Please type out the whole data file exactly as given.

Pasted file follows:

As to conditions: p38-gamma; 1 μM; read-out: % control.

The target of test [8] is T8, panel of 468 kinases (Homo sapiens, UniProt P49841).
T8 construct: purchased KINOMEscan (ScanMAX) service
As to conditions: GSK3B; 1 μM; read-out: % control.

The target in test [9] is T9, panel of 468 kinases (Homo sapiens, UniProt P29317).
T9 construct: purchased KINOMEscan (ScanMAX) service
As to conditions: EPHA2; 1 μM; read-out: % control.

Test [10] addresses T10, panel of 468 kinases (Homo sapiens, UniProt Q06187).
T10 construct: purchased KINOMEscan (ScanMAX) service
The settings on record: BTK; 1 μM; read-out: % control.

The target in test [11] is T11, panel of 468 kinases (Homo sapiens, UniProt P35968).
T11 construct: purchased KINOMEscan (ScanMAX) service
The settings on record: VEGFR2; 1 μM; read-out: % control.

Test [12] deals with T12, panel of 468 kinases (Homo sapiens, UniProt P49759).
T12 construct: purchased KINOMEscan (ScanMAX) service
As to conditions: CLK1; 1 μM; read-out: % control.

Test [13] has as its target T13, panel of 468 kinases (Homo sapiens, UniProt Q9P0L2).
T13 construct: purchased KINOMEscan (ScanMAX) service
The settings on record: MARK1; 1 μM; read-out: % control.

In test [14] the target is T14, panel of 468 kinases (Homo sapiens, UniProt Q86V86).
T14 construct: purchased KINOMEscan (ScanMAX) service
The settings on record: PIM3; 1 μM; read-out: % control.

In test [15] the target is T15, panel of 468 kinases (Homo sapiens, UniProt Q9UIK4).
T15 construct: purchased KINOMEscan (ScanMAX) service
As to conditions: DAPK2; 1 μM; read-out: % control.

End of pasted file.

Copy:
As to conditions: p38-gamma; 1 μM; read-out: % control.

The target of test [8] is T8, panel of 468 kinases (Homo sapiens, UniProt P49841).
T8 construct: purchased KINOMEscan (ScanMAX) service
As to conditions: GSK3B; 1 μM; read-out: % control.

The target in test [9] is T9, panel of 468 kinases (Homo sapiens, UniProt P29317).
T9 construct: purchased KINOMEscan (ScanMAX) service
As to conditions: EPHA2; 1 μM; read-out: % control.

Test [10] addresses T10, panel of 468 kinases (Homo sapiens, UniProt Q06187).
T10 construct: purchased KINOMEscan (ScanMAX) service
The settings on record: BTK; 1 μM; read-out: % control.

The target in test [11] is T11, panel of 468 kinases (Homo sapiens, UniProt P35968).
T11 construct: purchased KINOMEscan (ScanMAX) service
The settings on record: VEGFR2; 1 μM; read-out: % control.

Test [12] deals with T12, panel of 468 kinases (Homo sapiens, UniProt P49759).
T12 construct: purchased KINOMEscan (ScanMAX) service
As to conditions: CLK1; 1 μM; read-out: % control.

Test [13] has as its target T13, panel of 468 kinases (Homo sapiens, UniProt Q9P0L2).
T13 construct: purchased KINOMEscan (ScanMAX) service
The settings on record: MARK1; 1 μM; read-out: % control.

In test [14] the target is T14, panel of 468 kinases (Homo sapiens, UniProt Q86V86).
T14 construct: purchased KINOMEscan (ScanMAX) service
The settings on record: PIM3; 1 μM; read-out: % control.

In test [15] the target is T15, panel of 468 kinases (Homo sapiens, UniProt Q9UIK4).
T15 construct: purchased KINOMEscan (ScanMAX) service
As to conditions: DAPK2; 1 μM; read-out: % control.